Being a conservative in America traditionally has meant that one holds a deep, abiding respect for the Constitution. We conservatives believe sincerely in the integrity of the Constitution. We treasure the freedom that document protects....
    By maintaining the separation of church and state, the United States has avoided the intolerance which has so divided the rest of the world with religious wars. Throughout our two hundred plus years, public policy debate has focused on political and economic issues, on which there can be compromise....
    The great decisions of government cannot be dictated by the concerns of religious factions. This was true in the days of Madison, and it is just as true today. We have succeeded for 205 years in keeping the affairs of state separate from the uncompromising idealism of religious groups and we mustn't stop now. To retreat from that separation would violate the principles of conservatism and the values upon which the framers built this democratic republic.

I am made so sick by this sentence.  Can we get any Democratically elected politician to decry it?

The priest was also ordered to have no contact with the victims, no contact with minors, and to wear a GPS anklet at all times to monitor his whereabouts.

Originally posted to MmeVoltaire on Wed Jul 23, 2008 at 02:19 AM PDT.

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Comment Preferences

  •  Don't forget that one of the roles of the current (4+ / 0-)

    Pope before he became Pope was to PLAY DOWN the importance of the Church's pederasts. Now he is apologizing for it.
    Earlier on, he was against taking the confirmed pederast priests out of contact with church-goers.

  •  Reality Check (1+ / 0-)
    Recommended by:
    Wings Like Eagles

    Picking out random criminals in any field are not a representation of that entire field.

    Hate speech is not acceptable.

  •  I want to live in a world where... (5+ / 0-)

    ...religion didn't exist.

  •  I've retitled diary... (1+ / 0-)
    Recommended by:
    njgoldfinch

    Don't mean to single out Catholic priests. My anger is directed at the preferential treatment given clerics, and especially clerics of favored religious groups. (In Boston, this would be Catholics; in secttions of Detroit, it would be imams; in parts of New York City, it would be rabbis.)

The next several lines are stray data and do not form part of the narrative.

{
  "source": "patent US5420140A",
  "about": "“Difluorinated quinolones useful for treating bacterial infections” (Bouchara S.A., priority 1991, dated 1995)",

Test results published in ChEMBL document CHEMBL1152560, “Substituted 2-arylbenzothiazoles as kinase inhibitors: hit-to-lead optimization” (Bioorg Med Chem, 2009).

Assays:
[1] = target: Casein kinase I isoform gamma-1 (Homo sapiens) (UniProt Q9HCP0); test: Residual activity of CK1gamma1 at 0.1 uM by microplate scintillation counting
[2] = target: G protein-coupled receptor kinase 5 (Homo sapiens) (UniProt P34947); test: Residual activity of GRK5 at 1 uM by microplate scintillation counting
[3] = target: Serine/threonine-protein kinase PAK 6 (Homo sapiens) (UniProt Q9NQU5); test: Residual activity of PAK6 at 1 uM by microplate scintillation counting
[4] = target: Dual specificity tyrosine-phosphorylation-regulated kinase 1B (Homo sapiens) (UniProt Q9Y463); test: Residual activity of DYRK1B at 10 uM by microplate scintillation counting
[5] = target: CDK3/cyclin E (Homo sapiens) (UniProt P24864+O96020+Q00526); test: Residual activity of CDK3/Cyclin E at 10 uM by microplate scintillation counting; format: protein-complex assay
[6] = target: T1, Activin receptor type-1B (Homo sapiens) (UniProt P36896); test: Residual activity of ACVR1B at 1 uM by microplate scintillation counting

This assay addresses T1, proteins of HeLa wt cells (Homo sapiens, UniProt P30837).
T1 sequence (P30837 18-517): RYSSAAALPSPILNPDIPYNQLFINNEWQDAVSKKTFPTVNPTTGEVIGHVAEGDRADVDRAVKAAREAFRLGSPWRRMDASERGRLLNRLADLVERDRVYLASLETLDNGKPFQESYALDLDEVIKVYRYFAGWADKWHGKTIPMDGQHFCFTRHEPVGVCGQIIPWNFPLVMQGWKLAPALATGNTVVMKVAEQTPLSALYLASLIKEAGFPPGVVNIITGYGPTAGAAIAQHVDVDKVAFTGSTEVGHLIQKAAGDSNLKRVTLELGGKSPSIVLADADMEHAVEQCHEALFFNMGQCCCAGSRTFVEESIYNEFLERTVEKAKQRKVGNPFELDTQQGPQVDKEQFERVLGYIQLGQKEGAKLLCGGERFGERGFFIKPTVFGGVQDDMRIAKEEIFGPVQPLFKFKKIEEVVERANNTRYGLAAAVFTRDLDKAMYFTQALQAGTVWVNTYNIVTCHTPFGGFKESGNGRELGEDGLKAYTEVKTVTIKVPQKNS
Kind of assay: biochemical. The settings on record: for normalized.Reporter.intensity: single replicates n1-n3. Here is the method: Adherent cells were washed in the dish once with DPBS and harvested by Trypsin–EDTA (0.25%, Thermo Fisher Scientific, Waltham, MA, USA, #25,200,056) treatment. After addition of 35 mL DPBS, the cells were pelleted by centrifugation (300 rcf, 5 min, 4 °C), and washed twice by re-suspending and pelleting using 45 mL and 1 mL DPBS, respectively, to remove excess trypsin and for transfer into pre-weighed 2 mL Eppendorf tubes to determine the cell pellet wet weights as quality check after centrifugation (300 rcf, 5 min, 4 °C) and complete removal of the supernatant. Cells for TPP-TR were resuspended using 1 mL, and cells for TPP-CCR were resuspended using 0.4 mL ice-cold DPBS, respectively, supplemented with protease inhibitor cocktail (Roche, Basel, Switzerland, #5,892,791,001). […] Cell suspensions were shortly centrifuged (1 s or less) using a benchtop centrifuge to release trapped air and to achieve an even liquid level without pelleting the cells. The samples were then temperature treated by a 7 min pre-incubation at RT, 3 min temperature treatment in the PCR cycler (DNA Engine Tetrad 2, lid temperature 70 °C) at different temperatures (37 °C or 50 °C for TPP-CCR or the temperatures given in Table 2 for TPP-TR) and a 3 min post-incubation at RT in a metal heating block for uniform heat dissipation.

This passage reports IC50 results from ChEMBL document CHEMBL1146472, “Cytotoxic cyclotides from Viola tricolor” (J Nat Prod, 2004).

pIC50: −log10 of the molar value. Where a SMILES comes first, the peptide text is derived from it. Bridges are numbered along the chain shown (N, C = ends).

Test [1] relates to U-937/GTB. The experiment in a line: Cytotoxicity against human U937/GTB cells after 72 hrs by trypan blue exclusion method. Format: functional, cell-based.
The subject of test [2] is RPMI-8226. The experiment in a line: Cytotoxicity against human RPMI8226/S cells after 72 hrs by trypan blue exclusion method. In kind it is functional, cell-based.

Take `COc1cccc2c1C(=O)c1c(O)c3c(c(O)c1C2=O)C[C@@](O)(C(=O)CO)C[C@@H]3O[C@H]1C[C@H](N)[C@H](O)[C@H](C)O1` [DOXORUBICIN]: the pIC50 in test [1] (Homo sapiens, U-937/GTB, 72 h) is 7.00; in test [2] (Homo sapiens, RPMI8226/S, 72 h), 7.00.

•  I think in this case (3+ / 0-)
      Recommended by:
      Tinfoil Hat, snootless, blueoasis

      it was accepted by the victims that to have the priest admit his guilt and to not have to go through a trial was worth the reduced sentence.  I don't know if it was preferential treatment for the priest or a result of the extensive time lapse and the desire of those involved to avoid a trial.  Priests are not the only ones who recieve plea agreements based on admission of guilt.

      •  I considered what you said (3+ / 0-)

        and a relatively short sentence would not have surprised me.

        But no jail time at all for 3 violent crimes against minors still seems appalling. I think the DA could've done better for the boys. Would the priest really have risked a trial and 5 or 10 years in jail over a year or so in jaill?

        No jail time for violent crime, especially against minors, just doesn't seem reasonable to me.

        •  He's now a confirmed sex offender (0+ / 0-)

          and the civil suits can start because he openly admitted it.

          It's not perfect, but there is no perfect justice for rape.  These cases can be difficult to prove after so many years have passed.  Now this guy is permanently prevented from contact with young people, a registered sex offender, and will get therapy and oversight.  

          •  there might be factors (1+ / 0-)
            Recommended by:
            MmeVoltaire

            there might be factors that would have made conviction unlikely, but unless we are aware of them, that's hypothesizing.

            rape is a criminal offense, not just a civil one.

            that priest deserves to be in jail as well as civil court.  (and i understand you are not necessarily in favor of no jail time.)

            cheers --

  •  Another way to look at this (4+ / 0-)

    I keep wondering why Religion cannot be discussed logically by sane people in this country.  I personally am not an atheist, but I have no belief in the inerrancy of ANY so-called holy book.  I keep wondering why people's lives are made nothing but pure shit throughout the world due to these holy books and yet they can't be put up against historical knowledge and proved to be creations of human beings publicly.